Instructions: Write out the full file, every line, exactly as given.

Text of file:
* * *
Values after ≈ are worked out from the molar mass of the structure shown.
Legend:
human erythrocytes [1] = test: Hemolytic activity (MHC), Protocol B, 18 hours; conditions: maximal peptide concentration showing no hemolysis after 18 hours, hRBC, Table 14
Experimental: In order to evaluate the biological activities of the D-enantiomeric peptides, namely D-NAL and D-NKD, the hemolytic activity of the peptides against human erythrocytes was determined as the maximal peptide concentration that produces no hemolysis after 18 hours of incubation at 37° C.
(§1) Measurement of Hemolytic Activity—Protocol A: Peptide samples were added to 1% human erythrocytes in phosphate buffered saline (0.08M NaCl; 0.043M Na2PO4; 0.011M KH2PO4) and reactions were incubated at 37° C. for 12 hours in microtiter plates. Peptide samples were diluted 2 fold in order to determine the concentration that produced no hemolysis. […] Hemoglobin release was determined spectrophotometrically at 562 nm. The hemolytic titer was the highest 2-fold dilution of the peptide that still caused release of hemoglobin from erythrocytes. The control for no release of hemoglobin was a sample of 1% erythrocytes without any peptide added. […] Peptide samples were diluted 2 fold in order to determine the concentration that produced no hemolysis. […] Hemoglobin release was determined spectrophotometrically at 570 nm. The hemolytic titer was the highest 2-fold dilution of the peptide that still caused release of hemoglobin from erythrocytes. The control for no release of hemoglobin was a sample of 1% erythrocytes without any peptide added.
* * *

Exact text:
Values after ≈ are worked out from the molar mass of the structure shown.
Legend:
human erythrocytes [1] = test: Hemolytic activity (MHC), Protocol B, 18 hours; conditions: maximal peptide concentration showing no hemolysis after 18 hours, hRBC, Table 14
Experimental: In order to evaluate the biological activities of the D-enantiomeric peptides, namely D-NAL and D-NKD, the hemolytic activity of the peptides against human erythrocytes was determined as the maximal peptide concentration that produces no hemolysis after 18 hours of incubation at 37° C.
(§1) Measurement of Hemolytic Activity—Protocol A: Peptide samples were added to 1% human erythrocytes in phosphate buffered saline (0.08M NaCl; 0.043M Na2PO4; 0.011M KH2PO4) and reactions were incubated at 37° C. for 12 hours in microtiter plates. Peptide samples were diluted 2 fold in order to determine the concentration that produced no hemolysis. […] Hemoglobin release was determined spectrophotometrically at 562 nm. The hemolytic titer was the highest 2-fold dilution of the peptide that still caused release of hemoglobin from erythrocytes. The control for no release of hemoglobin was a sample of 1% erythrocytes without any peptide added. […] Peptide samples were diluted 2 fold in order to determine the concentration that produced no hemolysis. […] Hemoglobin release was determined spectrophotometrically at 570 nm. The hemolytic titer was the highest 2-fold dilution of the peptide that still caused release of hemoglobin from erythrocytes. The control for no release of hemoglobin was a sample of 1% erythrocytes without any peptide added.